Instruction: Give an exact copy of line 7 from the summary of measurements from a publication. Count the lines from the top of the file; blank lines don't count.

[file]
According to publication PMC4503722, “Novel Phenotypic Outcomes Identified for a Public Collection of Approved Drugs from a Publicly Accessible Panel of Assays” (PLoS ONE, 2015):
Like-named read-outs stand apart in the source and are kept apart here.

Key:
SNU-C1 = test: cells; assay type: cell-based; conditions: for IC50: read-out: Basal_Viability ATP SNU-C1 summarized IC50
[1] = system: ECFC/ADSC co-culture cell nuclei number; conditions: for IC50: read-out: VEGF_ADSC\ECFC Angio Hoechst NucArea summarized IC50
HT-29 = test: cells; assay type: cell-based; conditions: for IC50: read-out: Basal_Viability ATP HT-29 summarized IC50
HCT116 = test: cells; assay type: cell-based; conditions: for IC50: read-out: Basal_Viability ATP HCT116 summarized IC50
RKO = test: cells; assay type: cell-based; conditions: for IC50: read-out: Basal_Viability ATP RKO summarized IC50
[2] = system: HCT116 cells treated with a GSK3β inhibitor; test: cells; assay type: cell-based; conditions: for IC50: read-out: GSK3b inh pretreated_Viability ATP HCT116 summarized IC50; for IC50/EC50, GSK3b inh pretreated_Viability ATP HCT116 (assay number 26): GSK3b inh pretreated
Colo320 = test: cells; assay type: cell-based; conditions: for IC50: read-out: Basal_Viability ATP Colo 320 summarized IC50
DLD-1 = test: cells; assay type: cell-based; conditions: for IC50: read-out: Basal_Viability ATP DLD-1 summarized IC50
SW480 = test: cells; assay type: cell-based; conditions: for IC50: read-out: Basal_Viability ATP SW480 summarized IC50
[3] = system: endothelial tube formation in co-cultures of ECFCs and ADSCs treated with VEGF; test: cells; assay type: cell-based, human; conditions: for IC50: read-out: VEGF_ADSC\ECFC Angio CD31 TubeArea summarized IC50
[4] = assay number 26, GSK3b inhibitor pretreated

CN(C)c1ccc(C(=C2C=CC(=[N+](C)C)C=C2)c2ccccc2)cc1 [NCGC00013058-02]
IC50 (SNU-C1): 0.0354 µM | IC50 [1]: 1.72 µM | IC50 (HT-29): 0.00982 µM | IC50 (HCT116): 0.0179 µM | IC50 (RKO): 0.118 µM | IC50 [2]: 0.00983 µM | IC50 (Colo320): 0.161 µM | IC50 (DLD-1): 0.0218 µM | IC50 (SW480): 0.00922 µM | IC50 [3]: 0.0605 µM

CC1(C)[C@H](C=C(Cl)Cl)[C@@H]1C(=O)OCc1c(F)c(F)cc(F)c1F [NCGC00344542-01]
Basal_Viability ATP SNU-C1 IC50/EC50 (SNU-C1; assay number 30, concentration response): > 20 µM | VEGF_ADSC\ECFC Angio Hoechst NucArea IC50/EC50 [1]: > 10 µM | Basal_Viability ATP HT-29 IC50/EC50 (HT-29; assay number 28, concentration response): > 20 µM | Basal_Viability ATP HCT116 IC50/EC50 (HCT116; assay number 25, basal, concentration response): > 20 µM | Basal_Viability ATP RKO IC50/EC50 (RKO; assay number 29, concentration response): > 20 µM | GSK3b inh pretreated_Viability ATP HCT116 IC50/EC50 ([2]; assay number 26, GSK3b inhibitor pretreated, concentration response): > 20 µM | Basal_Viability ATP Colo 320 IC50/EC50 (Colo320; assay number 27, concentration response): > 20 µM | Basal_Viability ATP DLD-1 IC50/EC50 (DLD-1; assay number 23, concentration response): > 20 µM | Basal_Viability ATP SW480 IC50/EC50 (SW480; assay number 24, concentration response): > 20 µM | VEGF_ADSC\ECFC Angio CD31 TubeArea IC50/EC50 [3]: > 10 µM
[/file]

HCT116 = test: cells; assay type: cell-based; conditions: for IC50: read-out: Basal_Viability ATP HCT116 summarized IC50